The easing of visa requirements for hundreds of thousands of illegal immigrants this week is being hailed as a positive step toward immigration reform in the United States, The Washington Post reports
The rule change by the Obama Administration makes it less complicated for undocumented immigrants to remain in the country as they seek permanent residency status.
It focuses on illegal immigrants who have a spouse, parent, or child who is a United States citizen.
In order to become legal at the moment, they must leave the country and then apply for a waiver that forgives their illegal presence here — a waiver that, if accepted, allows them to apply for an immigrant visa.
If the waiver is rejected, they are banned from returning to the United States for up to 10 years.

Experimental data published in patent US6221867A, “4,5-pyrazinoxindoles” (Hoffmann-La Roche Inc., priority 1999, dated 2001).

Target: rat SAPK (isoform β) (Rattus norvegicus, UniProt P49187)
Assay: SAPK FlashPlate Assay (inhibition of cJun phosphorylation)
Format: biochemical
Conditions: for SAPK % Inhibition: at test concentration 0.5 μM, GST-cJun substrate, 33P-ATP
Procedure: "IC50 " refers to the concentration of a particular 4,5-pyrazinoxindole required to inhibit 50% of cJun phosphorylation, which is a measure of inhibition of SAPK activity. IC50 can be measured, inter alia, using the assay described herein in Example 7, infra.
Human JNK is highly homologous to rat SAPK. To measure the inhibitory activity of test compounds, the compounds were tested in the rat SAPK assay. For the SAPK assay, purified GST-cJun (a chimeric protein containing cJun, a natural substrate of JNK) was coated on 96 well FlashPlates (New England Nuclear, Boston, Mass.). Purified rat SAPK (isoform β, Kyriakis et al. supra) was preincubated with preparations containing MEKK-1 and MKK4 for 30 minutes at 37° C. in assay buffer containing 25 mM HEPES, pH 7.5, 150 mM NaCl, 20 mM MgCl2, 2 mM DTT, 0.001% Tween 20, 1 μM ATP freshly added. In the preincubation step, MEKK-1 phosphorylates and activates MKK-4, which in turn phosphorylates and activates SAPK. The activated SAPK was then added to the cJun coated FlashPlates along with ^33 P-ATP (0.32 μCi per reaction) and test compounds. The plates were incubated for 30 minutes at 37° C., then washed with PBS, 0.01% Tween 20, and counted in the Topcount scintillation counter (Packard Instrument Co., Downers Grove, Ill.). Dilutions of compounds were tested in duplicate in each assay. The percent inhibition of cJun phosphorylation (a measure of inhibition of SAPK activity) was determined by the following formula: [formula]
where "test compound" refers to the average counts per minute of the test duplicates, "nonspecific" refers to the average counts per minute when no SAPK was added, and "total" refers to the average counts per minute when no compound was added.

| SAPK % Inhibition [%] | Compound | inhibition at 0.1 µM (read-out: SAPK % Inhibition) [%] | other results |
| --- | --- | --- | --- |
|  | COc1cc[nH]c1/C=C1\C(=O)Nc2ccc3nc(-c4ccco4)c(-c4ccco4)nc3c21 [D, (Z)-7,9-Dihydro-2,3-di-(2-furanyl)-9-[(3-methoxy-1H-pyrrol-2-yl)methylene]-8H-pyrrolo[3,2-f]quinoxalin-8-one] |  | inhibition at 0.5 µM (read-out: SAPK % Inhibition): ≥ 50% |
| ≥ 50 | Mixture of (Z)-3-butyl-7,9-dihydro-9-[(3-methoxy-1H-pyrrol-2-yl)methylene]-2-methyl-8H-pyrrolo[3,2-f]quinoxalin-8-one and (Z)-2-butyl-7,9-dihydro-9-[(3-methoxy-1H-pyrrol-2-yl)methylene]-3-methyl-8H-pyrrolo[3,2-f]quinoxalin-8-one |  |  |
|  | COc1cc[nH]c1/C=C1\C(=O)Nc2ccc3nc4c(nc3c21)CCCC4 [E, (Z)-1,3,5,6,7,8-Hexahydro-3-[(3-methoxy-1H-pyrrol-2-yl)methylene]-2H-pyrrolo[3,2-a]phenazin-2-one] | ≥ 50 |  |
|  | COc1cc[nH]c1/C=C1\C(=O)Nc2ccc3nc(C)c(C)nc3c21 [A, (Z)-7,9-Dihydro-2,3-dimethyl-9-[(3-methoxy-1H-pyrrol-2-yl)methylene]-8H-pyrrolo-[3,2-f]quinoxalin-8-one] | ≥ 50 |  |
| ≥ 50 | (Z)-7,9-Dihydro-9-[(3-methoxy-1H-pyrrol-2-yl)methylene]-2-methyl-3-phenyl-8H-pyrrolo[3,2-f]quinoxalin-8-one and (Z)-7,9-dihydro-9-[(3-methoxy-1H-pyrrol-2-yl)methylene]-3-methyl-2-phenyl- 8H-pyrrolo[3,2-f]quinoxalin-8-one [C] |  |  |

The new rule reduces the risk in applying for a waiver and possibly being ousted upon its rejection.
To qualify under the new rule, an illegal immigrant must simply demonstrate that being separated from family would equal an “extreme hardship” for his or her relatives.
Advocates of immigration reform are hopeful Republicans will support ongoing immigration policy changes in the wake of Obama’s second-term victory thanks, in part, to huge support from Latino voters.
Frank Sharry, executive director of pro-reform group America’s Voice told The Post that immigration changes which began last year have marked a “turning point.”
“[They] not only rallied Latinos and progressives but won the favor of swing voters and threw Republicans on the defensive,” Sharry said. “All of a sudden Obama was getting kudos for the political moves.”
The newspaper says the Obama Administration’s immigration moves come “even as the White House gears up for an uncertain political fight over a far-more-sweeping legislative package in the months ahead.’’
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